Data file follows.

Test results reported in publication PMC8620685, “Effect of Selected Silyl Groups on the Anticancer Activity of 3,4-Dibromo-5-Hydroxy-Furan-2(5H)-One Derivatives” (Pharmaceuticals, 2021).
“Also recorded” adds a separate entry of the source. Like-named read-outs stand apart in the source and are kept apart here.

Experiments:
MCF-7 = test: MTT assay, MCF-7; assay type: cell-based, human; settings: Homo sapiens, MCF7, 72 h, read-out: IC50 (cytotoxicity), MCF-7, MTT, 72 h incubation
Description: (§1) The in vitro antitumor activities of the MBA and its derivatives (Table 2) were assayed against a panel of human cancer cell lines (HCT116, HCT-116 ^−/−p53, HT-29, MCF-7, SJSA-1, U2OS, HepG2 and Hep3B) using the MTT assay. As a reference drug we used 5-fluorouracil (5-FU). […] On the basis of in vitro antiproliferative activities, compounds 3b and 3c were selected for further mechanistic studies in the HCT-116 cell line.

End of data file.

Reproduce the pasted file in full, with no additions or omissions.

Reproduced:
Test results reported in publication PMC8620685, “Effect of Selected Silyl Groups on the Anticancer Activity of 3,4-Dibromo-5-Hydroxy-Furan-2(5H)-One Derivatives” (Pharmaceuticals, 2021).
“Also recorded” adds a separate entry of the source. Like-named read-outs stand apart in the source and are kept apart here.

Experiments:
MCF-7 = test: MTT assay, MCF-7; assay type: cell-based, human; settings: Homo sapiens, MCF7, 72 h, read-out: IC50 (cytotoxicity), MCF-7, MTT, 72 h incubation
Description: (§1) The in vitro antitumor activities of the MBA and its derivatives (Table 2) were assayed against a panel of human cancer cell lines (HCT116, HCT-116 ^−/−p53, HT-29, MCF-7, SJSA-1, U2OS, HepG2 and Hep3B) using the MTT assay. As a reference drug we used 5-fluorouracil (5-FU). […] On the basis of in vitro antiproliferative activities, compounds 3b and 3c were selected for further mechanistic studies in the HCT-116 cell line.